• Give the hair salon a quick ring. The member of staff answering should answer with "good morning/afternoon", mention the name of the salon, and ask how they can help you. They should be professional, not use slang words, be friendly, and pleasant. But most of all - they should be polite and have good manners.
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    Expect a full consultation before anything is done to your hair. This should include filling out a card with details about yourself, your preferences and the like. A stylist should always conduct a thorough consultation. Questions may include likes and dislikes with current hairstyles, showing you images and respectfully dealing with any images you've brought along.
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    Assess the stylist's competency. Does the stylist actually know what they're talking about? For example, if you ask what hairstyle would suit your face shape, does the stylist actually know how to match face shape to haircut or do you have the impression that the stylist is just making it up or simply going along with you by agreeing the latest celebrity trend would look good on you? You want honest assessments that truly work out for you, not someone just after money or moving you along quickly. You also want competence, not someone who doesn't really know what they're talking about.
    • Do you "click" with the stylist? Sometimes you might need to change stylists within the same salon, perhaps one that is more senior and knowledgeable or one with whom you feel a better connection. Don't be afraid to ask for this switch, they understand that customers have different needs and likes.
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    Consider how the stylist makes you feel. A good stylist won't spend time pointing out your imperfections and try to push hair care products on you from the moment you start. A good stylist will aim to accept your hair's limitations, work with those realistically and will do their best to make you feel good about yourself, not worse. Things to watch out for include:
    • In what way does the stylist point out how "thin, lank, weak, terrible, etc." your hair is? It might be a fact and you're probably well aware of it but going on about it for five minutes will only make you feel worse. If they mention it politely and provide a quick, positive solution, then that's a sign they're not going to keep harping on about it.
    • Does the stylist make statements about your hair that are patently untrue, in order to sell you store products to "fix" it? In this case, be wary. What happens when you insist you already use decent products at home? If the stylist grimaces and suggests that your choices aren't working, that's just rude.
    • Is the stylist considerate of your scalp, face and body in general? Some stylists are gentle and careful, others poke combs, scissors and equipment into your head and pull hair, or use overly hot water on your scalp, all without apologizing or even noticing. What happens if you ask the stylist to be more careful? Does he or she respond or just lapse back into hurting you again? This goes toward the conscientiousness and considerateness of the stylist and salon as a whole.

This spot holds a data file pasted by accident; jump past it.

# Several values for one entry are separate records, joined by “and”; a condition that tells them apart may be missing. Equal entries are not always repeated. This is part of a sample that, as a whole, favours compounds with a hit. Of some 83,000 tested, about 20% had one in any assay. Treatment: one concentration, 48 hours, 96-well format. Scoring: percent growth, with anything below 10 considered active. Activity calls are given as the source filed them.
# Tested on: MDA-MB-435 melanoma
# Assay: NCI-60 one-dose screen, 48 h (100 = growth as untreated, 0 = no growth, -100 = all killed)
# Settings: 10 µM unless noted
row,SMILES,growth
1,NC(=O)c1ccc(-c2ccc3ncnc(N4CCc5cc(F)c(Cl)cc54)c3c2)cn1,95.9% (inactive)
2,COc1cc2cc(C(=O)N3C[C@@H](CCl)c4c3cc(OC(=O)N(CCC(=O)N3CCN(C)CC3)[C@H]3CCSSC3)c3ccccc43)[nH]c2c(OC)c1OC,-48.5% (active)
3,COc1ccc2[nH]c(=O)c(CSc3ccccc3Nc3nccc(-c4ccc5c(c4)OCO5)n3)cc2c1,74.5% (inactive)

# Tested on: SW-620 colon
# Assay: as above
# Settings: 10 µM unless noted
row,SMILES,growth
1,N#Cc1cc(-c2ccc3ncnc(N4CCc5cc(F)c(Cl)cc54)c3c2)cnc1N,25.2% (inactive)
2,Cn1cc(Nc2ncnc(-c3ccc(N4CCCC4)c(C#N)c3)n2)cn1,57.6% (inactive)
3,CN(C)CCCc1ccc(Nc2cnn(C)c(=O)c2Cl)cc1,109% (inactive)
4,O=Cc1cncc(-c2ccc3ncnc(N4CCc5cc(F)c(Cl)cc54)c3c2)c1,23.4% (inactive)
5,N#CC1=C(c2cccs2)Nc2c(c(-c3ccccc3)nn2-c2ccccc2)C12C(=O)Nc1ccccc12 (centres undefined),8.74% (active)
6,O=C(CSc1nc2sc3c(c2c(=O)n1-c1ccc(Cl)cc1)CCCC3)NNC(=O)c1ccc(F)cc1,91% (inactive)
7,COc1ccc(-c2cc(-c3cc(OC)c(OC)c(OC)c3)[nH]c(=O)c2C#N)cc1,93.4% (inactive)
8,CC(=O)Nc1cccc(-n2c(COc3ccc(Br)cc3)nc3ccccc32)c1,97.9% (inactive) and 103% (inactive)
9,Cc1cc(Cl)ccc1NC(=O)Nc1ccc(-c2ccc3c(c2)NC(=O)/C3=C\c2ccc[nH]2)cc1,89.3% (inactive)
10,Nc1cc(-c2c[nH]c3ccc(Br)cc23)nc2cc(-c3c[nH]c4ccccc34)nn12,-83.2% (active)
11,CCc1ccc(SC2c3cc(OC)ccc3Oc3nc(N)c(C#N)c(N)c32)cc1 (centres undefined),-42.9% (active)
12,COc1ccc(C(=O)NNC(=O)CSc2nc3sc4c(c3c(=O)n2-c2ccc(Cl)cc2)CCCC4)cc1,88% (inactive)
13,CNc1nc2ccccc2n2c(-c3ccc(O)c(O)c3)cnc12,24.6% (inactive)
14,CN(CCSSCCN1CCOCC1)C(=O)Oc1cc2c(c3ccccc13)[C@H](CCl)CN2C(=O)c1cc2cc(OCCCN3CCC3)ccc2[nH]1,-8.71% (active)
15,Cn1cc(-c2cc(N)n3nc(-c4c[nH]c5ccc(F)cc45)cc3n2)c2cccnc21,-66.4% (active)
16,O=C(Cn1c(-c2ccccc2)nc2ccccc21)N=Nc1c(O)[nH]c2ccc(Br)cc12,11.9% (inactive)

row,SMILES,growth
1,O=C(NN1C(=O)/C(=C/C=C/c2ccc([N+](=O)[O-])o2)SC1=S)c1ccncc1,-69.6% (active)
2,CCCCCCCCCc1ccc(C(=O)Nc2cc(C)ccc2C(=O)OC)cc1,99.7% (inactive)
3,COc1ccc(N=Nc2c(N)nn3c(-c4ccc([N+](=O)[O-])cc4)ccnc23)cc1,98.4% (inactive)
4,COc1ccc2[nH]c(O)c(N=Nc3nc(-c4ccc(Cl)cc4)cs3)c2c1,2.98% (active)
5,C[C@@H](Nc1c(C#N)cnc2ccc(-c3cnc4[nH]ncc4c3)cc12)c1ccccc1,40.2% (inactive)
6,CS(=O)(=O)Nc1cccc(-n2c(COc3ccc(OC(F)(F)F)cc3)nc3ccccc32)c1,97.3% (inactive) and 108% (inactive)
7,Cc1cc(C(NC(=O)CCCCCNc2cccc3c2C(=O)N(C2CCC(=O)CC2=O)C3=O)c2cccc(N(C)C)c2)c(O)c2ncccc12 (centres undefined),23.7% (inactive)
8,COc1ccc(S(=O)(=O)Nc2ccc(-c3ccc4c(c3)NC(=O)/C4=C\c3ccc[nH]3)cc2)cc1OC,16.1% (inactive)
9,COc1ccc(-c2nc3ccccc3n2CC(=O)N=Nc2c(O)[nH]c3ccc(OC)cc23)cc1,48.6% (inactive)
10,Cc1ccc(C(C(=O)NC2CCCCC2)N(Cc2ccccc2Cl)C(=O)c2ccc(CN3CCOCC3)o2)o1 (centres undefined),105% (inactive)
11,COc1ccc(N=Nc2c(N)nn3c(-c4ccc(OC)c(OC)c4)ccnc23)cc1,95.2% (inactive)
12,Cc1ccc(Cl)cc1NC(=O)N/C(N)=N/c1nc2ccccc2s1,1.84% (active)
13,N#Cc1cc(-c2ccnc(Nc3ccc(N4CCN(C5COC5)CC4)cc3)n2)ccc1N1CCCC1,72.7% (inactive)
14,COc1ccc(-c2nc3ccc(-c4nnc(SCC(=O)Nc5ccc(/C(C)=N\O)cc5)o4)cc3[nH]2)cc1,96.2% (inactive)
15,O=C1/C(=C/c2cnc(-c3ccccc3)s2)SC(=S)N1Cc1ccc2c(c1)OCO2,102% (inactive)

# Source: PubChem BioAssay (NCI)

• How much undivided attention do you get? Does the stylist stay with you or keep running off to attend to other clients? If they do so, are they polite about it or are you made to wait far too long? Consider how you feel about this.
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    Be honest about your final assessment after the appointment. Did you feel comfortable? Are you happy with the results? Was the stylist receptive to your requests? Was the whole service in line with your expectations? If the answers are predominantly yes, then you've found a great hair stylist for the coming months or maybe even years. If not, select another salon and keep looking until you find the one that works for you.


  • If you find a hair salon you like, don't be afraid to try more than one stylist. It's always nice to be familiar with more than one hairdresser, just in case you need a back-up.
  • If there are two or more hair salons which meet all the standards yet you can't decide which one to visit, then take a look at the products. If they are organic, and you prefer organic things, then they are probably going to be your best choice. Also, go with your gut instinct.
  • Perhaps in addition to getting your hair done, there might be other beauty services which you would have. For example, nail care, massage, etc. Why go to several different salons when you can get all your services at the same salon? If so, do your homework on the types of salons which are multi-serviced.


  • If you are not happy with the result, let the manager know. If nothing is done about it, go to another hair salon.

Things You'll Need

  • Salon addresses
  • Images of hairstyles to take to the hair salon (optional)

Article Info

Categories: Personal Care and Style